District 203 needs to make school lunch great again

Noah Rozek, Profiles Editor

District 203 needs a reallocation of funds to make lunch free and higher quality.

First of all, take a moment to think about the inefficiency of using taxpayer dollars to make a pizza that is then marked up and sold to students.

Another thing to consider, free lunch meant lines were much faster without students spilling a handful of nickels at the cashier. Now it takes five to ten minutes just to start eating. There is less time to socialize, especially now that three days of the week have shortened periods.

The prices set on lunches are not fair at the moment. The food is sub-par, and many options aren’t very accommodating for allergies, religious food exemptions and dietary choices. Milk comes with the combo, but if you can not have that then you’re stuck with a six ounce half-frozen apple juice, unless you want to pay for a sugar free peach passion fruit Vitamin Water.

The way I see it, school lunch is a fundraiser with gross food. It should be meant to nourish kids who are trying to get through school. Last year they had a sandwich bar open which allowed for students who do not eat meat to still have a good lunch and it was a healthier alternative to pizza or chicken sandwiches. 

Illinois schools are no longer required to buy food from the lowest responsible bidder, so why not invest in higher quality nutrition for kids? Maybe there would not be extreme youth obesity in America if there was higher quality food in lunches that, for some kids, currently take four times the serving size.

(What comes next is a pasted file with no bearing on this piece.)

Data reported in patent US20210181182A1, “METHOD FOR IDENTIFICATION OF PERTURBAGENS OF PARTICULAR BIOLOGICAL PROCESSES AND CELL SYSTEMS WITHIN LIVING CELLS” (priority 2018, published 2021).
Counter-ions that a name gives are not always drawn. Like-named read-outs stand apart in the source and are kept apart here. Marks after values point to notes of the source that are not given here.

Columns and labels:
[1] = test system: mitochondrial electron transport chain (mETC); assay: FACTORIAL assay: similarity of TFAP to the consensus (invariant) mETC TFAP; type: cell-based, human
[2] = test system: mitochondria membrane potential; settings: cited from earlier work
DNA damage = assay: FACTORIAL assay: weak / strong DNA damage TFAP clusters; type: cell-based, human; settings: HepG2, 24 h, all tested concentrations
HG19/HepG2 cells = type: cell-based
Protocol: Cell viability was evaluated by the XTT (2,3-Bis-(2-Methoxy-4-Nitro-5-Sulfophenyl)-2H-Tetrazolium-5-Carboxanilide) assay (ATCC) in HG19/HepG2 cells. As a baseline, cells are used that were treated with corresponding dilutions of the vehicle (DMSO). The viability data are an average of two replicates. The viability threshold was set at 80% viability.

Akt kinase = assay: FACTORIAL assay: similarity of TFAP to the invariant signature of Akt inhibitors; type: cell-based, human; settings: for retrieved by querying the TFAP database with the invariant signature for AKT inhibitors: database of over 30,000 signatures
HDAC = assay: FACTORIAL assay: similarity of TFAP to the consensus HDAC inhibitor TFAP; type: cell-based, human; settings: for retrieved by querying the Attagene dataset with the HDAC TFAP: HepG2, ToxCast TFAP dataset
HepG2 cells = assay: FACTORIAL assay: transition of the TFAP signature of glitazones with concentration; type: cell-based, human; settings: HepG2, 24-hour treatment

Past all that, there is still a problem with making students prove they are poor to receive free or reduced lunch. Free lunch for everyone removes the obstacles that already financially challenged students have to face in order to eat. 

Additionally, for over a year students in sixth period lunch lacked options. Short supply means that if you are assigned to a sixth hour lunch, you are often getting less options than the other two lunch periods.

The obvious question of where the money would come from is far more complicated though. This year the district spent $2,372,200 on new Chromebooks for highschools. Even the Esports club at Central received $85,000 in a grant for equipment. I feel that money would be much better suited for at least trying to not only remove a barrier from getting lunch to kids, but also improving the quality of life at Central.

The importance of not only nutrition during our day but also proper socialization far outweighs the importance of advancing our technology. Central should take a closer look at what really matters.